Defn: The complement of a set A, is the set A' such that every element in A' is not in A.

    Proof:

    (for every x)(if x is in U' then x is not in U) where x is chosen from U because it's the universal set

    => E=U' is the only choice.

    Lemma: E is a subset of every set
    Proof:
    Suppose E is not a subset of some set A.
    Then there contains an element x in E that is not part of A.
    The consequent is false. So the antecedent must also be false in order for the conditional statement to be true.
    This leads to E is a subset of A.
    Hence E is a subset of every set.

    => E is a subset of U

    => U' is a subset of U

    QED

    Hence this statement is not a contradiction but can be proved. Correct proof?
     
    Last edited: Dec 10, 2006
  11. Dec 10, 2006 #10

    matt grime

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    For the 4th time, any reasoning that starts 'for all x in X' is vacuously true when X is the empty set since the precedent is false. If x is in the empty set this implies x is not in the empty set, it implies x is not the square root of minus 1....
     
  12. Dec 10, 2006 #11
    You have tried to start with what I alleged to be a contradiction and tried to deduce a correct result hence showing it is not a contradiction.

    Whereas I have tried to prove my alleged contradiction to show it is not a contradiction. It's two different ways of doing the same thing isn't it.
     
  13. Dec 10, 2006 #12
    I understand that. I believe I have used this fact correctly in my proof. Or have I made a mistake regarding this fact?
     
  14. Dec 10, 2006 #13

    verty

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    I'm no mathematician; I don't think I can answer that. I'm trying to figure out if I did the right thing.
     
  15. Dec 10, 2006 #14

    verty

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    Well I'm learning but evidentally if showing that assuming some statement leads to a contradiction means that statement is false, then showing that no contradiction arises must corroborate it.

    I wouldn't say I tried to prove or disprove it but rather that I merely reduced it to a more elementary form and in doing so it became evident that accepting it implies a necessarily true consequent, so by accepting it we can never derive a falsehood.
     
  16. Dec 10, 2006 #15

    matt grime

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    I doubt you have used it correctly becuase you appear to have several lines of proof. It is not a definition that the empty set is a subset of everything, it is a (vacuously) true deduction (in any reasonable logic). If it weren't a subset of X, say, then there is an e in E (empty set) that is not in X. But that is false - there is no e in E since E is empty. I don't see that there is anything to prove at all. The complement of U is the set of u in U that are not in U - this is vacuously empty, and it is vacuously (and I am using the word deliberately, pun intended) a subset of U as well.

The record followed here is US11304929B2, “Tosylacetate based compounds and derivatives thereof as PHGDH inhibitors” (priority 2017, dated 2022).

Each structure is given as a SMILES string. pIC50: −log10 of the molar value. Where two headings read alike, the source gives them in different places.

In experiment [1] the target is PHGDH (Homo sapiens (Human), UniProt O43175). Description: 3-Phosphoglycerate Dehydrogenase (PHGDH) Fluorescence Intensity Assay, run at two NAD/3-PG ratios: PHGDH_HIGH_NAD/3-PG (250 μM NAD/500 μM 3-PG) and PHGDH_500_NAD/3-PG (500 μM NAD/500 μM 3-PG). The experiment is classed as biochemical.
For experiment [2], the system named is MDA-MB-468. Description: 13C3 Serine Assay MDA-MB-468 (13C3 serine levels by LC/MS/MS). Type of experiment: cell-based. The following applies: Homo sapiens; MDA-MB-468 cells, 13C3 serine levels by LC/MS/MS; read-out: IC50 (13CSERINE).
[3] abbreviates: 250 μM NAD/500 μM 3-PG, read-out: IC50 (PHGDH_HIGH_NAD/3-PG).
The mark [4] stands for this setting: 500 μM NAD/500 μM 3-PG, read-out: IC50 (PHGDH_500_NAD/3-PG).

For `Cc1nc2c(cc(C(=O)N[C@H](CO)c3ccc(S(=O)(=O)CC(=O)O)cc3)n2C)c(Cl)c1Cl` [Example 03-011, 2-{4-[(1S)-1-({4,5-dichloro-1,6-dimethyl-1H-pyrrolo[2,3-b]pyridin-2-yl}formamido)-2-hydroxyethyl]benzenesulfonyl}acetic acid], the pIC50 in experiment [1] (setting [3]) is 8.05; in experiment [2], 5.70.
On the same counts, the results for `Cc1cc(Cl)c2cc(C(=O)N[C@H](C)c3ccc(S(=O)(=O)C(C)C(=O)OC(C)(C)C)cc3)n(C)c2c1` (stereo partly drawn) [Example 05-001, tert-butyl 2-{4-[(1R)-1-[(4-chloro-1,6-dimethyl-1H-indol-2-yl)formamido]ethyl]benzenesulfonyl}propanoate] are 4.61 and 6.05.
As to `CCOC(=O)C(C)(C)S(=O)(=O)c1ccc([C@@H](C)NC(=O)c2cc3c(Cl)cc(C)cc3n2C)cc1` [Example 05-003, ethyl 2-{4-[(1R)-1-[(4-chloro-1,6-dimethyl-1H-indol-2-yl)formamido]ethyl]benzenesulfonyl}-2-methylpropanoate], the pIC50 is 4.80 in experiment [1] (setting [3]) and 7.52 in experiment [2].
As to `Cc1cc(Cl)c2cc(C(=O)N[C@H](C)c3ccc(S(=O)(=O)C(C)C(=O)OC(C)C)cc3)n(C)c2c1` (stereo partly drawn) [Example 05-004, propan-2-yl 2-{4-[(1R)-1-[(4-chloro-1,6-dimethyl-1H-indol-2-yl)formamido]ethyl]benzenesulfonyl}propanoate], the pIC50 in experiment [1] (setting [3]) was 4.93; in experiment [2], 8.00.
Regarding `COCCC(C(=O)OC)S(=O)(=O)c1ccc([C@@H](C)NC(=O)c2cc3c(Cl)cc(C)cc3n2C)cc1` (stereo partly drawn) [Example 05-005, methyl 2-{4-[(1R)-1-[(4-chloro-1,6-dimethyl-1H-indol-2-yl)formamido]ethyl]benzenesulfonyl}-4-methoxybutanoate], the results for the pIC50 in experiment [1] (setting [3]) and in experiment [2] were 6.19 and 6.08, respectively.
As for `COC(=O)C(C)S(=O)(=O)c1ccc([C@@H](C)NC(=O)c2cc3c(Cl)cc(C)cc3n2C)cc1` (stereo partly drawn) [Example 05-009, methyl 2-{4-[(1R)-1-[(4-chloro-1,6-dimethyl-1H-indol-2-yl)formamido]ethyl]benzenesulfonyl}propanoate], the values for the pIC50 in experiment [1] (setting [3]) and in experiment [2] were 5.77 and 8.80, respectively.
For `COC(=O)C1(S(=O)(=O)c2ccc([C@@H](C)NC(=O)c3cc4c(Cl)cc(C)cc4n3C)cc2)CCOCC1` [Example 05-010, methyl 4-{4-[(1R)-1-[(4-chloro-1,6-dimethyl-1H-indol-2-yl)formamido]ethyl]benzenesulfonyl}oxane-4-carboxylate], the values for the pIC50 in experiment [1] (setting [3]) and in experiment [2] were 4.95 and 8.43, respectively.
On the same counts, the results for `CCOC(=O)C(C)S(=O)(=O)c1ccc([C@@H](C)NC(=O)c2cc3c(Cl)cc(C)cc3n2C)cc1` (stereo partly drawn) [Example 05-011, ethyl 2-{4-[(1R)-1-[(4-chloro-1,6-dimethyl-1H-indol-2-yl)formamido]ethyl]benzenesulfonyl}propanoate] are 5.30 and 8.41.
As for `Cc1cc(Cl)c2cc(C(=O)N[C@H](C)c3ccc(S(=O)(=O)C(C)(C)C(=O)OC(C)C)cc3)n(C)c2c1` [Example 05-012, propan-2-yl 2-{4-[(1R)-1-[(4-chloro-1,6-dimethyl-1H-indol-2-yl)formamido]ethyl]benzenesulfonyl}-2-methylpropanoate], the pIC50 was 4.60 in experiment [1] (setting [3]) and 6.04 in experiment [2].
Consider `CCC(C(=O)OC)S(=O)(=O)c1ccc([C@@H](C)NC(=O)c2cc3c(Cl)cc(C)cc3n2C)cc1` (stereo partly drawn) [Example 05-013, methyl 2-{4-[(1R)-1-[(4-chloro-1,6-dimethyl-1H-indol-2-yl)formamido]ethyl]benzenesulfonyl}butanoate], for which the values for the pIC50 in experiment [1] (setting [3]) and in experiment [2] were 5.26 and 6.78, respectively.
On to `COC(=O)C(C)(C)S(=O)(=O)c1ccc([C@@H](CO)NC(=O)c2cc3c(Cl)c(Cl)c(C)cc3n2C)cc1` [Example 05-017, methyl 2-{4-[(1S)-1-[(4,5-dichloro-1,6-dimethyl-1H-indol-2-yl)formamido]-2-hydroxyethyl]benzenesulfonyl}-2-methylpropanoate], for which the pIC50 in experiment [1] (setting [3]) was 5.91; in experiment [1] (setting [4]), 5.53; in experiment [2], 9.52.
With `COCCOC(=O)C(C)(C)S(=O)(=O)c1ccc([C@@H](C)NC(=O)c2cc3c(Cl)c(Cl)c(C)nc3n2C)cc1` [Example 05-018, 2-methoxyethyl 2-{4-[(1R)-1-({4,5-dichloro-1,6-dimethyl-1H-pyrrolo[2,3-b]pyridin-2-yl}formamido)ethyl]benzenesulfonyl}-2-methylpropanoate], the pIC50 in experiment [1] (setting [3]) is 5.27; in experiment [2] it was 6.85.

17. Dec 10, 2006 #16

    matt grime

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    Erm, any deduction from a false premise can be true or false, so I wouldn't go round accepting things from which we can deduce *true* a consequence. You have made several leaps that aren't justified. if (A implies B) is true and B is true then we know nothing abuot A.
     
  18. Dec 10, 2006 #17

    verty

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    Ok, let me try again.

    Let U be the universal set.
    Then by definition: for all x (x elem U)

    for all x (x elem U)
    -> for all x (x notelem U -> x elem U)
    -> ~U subset U

    So U is the universal set -> ~U subset U.
    I now show the reverse implication:

    ~U subset U
    -> for all x (x notelem U -> x elem U)
    -> for all x (not (x notelem U) or x elem U)
    -> for all x (x elem U or x elem U)
    -> for all x (x elem U)

    By definition, U is the universal set <-> for all x (x elem U)
    Therefore ~U subset U -> U is the universal set.

    So ~U subset U <-> U is the universal set.
    U is the universal set.
    Therefore I have shown that ~U subset U is true.
     
  19. Dec 10, 2006 #18

    verty

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    Ah, I only needed the first half.
     
  20. Dec 10, 2006 #19

    I have fixed the proof by using a collory that the empty set is a subset of everything.

    But you think my proof is trivial. You are right. But for a beginner like me I want to make things rigorous even these basic things, after all it tricked me in thinking that the (proved) result was a contradiction.